What effects does it have?

What is it?

Surgical removal of the testes (testicles) usually causing permanent reduction in testosterone levels.

It's also known as Orchiectomy or Orchi.

How long does it last?

The effects are permanent and cannot be reversed.

More information

Warning

Orchidectomy results in permanent destruction of the testes and is irreversible. After orchidectomy you will be infertile and unable to have children unless you have previously carried out gamete storage (i.e. sperm banking).

Warning

After orchidectomy, you will need to take at least one sex hormone (oestrogen and/or testosterone) in order to prevent medical problems like osteoporosis.

In this surgery, the scrotum is cut open and the testes and the spermatic chords leading to the testes are removed through the incision, which is then sutured closed. This removes the main source of testosterone in the body.

Orchidectomy may not be suitable for people who are interested in later obtaining a vaginoplasty as it can make the vaginoplasty more difficult - check with your surgeon if you are unsure.

Orchidectomy may cause erectile dysfunction in people with penises. If this is not desired, it can be treated with sildenafil, tadalafil or vardenafil.

Cost and funding

If you have a formal diagnosis, the NHS will usually provide funding for orchidectomy. You will normally need to meet the following conditions:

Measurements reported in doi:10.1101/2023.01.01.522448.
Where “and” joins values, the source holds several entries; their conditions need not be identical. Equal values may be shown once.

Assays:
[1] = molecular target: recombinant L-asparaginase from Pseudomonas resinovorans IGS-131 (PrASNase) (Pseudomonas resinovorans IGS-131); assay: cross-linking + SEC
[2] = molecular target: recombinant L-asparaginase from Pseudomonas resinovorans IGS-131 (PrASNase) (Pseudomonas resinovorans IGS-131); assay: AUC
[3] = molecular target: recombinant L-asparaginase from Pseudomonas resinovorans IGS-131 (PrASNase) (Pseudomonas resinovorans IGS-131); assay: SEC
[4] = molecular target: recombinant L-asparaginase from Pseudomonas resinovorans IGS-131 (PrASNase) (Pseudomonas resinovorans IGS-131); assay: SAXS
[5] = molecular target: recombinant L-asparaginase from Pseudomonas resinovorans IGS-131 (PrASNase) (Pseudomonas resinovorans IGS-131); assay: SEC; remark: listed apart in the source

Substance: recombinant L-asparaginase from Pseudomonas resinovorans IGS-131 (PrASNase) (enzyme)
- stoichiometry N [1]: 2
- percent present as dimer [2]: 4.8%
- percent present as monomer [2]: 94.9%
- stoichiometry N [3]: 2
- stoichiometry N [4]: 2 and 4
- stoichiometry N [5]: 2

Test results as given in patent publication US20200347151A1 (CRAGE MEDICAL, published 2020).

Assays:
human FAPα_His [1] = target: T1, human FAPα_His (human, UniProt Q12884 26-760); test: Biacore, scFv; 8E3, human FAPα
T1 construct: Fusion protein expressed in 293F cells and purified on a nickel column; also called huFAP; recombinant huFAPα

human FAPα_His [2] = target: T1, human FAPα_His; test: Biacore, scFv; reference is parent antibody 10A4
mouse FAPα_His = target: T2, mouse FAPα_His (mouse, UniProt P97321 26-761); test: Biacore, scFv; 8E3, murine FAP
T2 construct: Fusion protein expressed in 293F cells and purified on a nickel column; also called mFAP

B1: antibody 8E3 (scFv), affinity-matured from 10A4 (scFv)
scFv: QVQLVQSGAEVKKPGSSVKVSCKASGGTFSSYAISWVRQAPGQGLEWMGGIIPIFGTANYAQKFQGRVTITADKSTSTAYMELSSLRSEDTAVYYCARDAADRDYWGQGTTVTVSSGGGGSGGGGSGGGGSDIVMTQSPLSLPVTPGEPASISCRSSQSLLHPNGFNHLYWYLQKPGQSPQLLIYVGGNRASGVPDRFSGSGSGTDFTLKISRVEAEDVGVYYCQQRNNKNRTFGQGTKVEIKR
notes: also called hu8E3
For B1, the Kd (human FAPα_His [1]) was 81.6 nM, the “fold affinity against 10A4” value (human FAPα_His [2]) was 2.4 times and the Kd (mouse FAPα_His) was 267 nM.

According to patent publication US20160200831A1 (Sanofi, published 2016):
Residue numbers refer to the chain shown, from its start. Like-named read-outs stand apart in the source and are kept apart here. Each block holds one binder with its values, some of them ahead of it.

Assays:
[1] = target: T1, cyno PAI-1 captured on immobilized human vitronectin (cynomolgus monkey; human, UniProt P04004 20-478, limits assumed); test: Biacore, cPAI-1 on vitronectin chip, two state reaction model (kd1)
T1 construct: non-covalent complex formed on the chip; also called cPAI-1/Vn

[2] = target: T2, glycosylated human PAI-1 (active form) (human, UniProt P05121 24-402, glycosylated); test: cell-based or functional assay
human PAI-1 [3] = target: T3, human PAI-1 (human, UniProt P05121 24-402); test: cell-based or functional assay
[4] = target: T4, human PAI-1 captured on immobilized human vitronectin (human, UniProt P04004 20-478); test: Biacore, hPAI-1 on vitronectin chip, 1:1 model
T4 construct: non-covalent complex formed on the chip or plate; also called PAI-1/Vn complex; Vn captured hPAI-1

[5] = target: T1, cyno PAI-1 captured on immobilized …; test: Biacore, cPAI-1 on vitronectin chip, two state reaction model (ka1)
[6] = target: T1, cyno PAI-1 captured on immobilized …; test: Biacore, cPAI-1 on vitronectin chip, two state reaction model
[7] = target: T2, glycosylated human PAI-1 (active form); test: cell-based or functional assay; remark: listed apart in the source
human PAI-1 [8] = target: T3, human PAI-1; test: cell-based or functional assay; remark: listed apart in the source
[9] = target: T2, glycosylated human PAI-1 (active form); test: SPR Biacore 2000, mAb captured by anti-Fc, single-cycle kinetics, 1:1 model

• persistent and well-documented gender dysphoria
  • capacity to make fully informed decisions and to consent to treatment
  • if significant medical or mental health concerns are present, they must be reasonably well controlled
  • two medical opinions, usually at least one from a gender clinic, that surgery is appropriate
  • 12 months’ continuous endocrine treatment as appropriate to the patient’s goals (unless the patient has medical contraindications or is otherwise unable to take hormones)
  • at least 12 months’ living continuously in a gender role that is congruent with the gender identity 1.

References

  1. 1 Royal College of Psychiatrists (2013) “Good practice guidelines for the assessment and treatment of adults with gender dysphoria.” [online] Available from: www.rcpsych.ac.uk/usefulresources/publications/collegereports/cr/cr181.aspx

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Page last updated: September 2017